But I’m not here every night-

Ghana is still a low-income food deficit country. Despite developmental efforts by the World Food Programme, UNICEF and U-Name-It NGO’s it dropped 10 places to 152nd out of 182 countries in the 2009 Human Development Index ( WFP website). Some 45 percent of the population lives on less than US$1 a day- which is 3 cidi and 50 Pesois. To put it in context for ya’ll, 1 cidi will buy you a large bottle of water- and 2 cidi will give you a large portion of rice…. you might use you’re last remaining 50 pesois (cents) to travail the streets of Accra on a tro tro- an overland heap of metal with all manner of re-purposed parts feebly holding it together, to get you from one end of the city to the other.

On the average, seven out of ten people living in the rural areas of this country are poor- dirty water, malaria prone…poor. The situation is much worse in parts of northern Ghana where up to nine out of ten people live below the poverty line. I saw this in the north…and adding 3 to 4 children to your life of being a 9 out of 10 statistic is hard to swallow…but Ghana is a country with a stable democracy and ‘it’s all safe and stuff’ according to one of my friends back home…and journalists I have spoken to working in neighboring Sierra Leone and Liberia…

There is widespread food insecurity in northern Ghana and small wars are fought as a result. Its vegetation, climate and malnutrition rates are similar to those of Sahelian countries. The main occupations are food and cash crop farming. These groups have been identified as the most food-insecure people in the country- Accra is the centre of the universe.and…in 6 months I have come to believe that everything outside of this bustling town ceases to exist to it’s politicians.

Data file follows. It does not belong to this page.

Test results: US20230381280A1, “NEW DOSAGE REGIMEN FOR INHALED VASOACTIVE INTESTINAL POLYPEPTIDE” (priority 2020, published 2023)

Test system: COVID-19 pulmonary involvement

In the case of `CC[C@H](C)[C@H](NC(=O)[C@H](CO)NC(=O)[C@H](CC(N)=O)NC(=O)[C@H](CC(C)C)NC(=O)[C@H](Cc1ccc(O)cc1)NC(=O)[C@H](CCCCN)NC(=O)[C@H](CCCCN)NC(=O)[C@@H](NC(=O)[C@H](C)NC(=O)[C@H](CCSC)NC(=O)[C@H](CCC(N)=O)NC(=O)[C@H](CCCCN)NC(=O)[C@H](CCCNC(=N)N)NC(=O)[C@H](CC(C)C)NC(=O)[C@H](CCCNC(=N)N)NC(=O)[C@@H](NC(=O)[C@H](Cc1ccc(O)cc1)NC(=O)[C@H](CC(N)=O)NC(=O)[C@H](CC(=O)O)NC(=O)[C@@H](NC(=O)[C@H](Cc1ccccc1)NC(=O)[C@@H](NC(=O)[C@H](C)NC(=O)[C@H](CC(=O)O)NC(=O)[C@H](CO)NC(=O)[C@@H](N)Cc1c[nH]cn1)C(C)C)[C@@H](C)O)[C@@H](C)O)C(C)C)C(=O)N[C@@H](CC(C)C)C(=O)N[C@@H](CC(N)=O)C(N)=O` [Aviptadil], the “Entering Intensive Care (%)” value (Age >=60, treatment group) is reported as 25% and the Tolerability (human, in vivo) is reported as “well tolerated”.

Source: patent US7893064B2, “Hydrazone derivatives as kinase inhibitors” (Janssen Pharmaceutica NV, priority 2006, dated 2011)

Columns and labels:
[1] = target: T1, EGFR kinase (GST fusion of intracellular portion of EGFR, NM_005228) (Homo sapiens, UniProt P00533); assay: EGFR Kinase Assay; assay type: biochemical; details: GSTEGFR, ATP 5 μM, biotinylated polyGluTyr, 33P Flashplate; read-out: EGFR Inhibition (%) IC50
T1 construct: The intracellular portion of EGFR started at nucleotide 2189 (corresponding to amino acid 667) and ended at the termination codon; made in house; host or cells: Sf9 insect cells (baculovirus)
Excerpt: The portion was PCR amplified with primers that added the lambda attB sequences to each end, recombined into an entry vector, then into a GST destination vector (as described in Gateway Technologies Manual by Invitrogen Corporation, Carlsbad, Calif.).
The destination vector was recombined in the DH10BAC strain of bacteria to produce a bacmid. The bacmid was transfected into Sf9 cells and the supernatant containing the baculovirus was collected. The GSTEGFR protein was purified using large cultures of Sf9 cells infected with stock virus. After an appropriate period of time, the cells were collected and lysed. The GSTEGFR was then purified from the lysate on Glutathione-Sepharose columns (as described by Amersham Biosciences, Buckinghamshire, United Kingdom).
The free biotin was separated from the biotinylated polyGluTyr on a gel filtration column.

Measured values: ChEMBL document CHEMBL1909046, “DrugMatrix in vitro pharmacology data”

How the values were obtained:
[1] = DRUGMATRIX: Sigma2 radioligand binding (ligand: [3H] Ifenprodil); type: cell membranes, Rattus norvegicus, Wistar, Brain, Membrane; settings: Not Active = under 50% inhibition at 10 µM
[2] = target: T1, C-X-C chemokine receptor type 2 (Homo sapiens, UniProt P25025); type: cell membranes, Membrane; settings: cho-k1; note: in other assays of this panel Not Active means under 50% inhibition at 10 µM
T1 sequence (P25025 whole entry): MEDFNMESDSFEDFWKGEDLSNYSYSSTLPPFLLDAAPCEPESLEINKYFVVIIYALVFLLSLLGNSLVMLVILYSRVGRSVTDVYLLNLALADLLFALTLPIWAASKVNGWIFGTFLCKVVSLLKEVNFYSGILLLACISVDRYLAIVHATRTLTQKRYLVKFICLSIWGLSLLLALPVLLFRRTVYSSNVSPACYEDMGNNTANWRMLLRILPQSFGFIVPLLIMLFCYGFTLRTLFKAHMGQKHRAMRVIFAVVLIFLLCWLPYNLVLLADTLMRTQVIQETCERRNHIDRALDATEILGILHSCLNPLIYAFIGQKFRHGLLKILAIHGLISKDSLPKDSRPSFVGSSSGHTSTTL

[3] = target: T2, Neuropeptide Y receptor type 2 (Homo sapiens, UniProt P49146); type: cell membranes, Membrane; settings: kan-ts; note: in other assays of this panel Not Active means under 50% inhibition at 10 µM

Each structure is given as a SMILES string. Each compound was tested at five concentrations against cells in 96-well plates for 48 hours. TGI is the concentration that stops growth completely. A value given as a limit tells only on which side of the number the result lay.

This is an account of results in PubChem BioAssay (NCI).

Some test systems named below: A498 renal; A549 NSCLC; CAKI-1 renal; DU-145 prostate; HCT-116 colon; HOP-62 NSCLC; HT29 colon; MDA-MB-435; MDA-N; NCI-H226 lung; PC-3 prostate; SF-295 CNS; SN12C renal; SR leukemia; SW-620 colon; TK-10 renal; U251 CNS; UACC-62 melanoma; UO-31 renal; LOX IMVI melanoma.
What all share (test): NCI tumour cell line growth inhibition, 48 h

In 2008, high food prices stretched already depleted family budgets, and in 2009, the impact of the global financial crisis led to a jagged downward lightening bolt statistical line in agricultural exports and a reduction in international remittances- I’ve visited desolate cocoa fields that Cadbury promises they’re coming back to re-jig…ahem international remittance

- Kwame is still hungry…alot…and he’s middle class.

Food continued- The goofing around part

I wake up with aches and pains in my back and curse the fact that I sleep on the floor because bed frames are hard to come by and because most people here know it’s the expats that want to buy bed frames- they jack up the price to that of a small mortgage. Still, instead of being mad about this fact I remember that Kwame is often hungry and every night I quietly creep by his two aunties who sleep n wooden benches in the cool Harmattan night-while the children who have school in the morning huddle together inside in safe, sleeping splendor.

You may wonder why I am deeking back and forth between silly house games I play and hunger in Accra and observances I’ve made on the perceived image of this country and the not-so-baseless interpretation of what in fact happens in this country….in a middle class community.

All I’m getting at is…their life is my life at the moment. I need to inject humor into my life sometimes to make up for some of the sadness I feel when the power is out and my fan whirs to a slow death halt. But if I told anyone that lives in this middle class Ghanaian community how I feel for them, feel that some how my life is entwined with theirs they’d tell me I’m being silly and to judge them in that way is unfair and out of context…but is that what you’d say?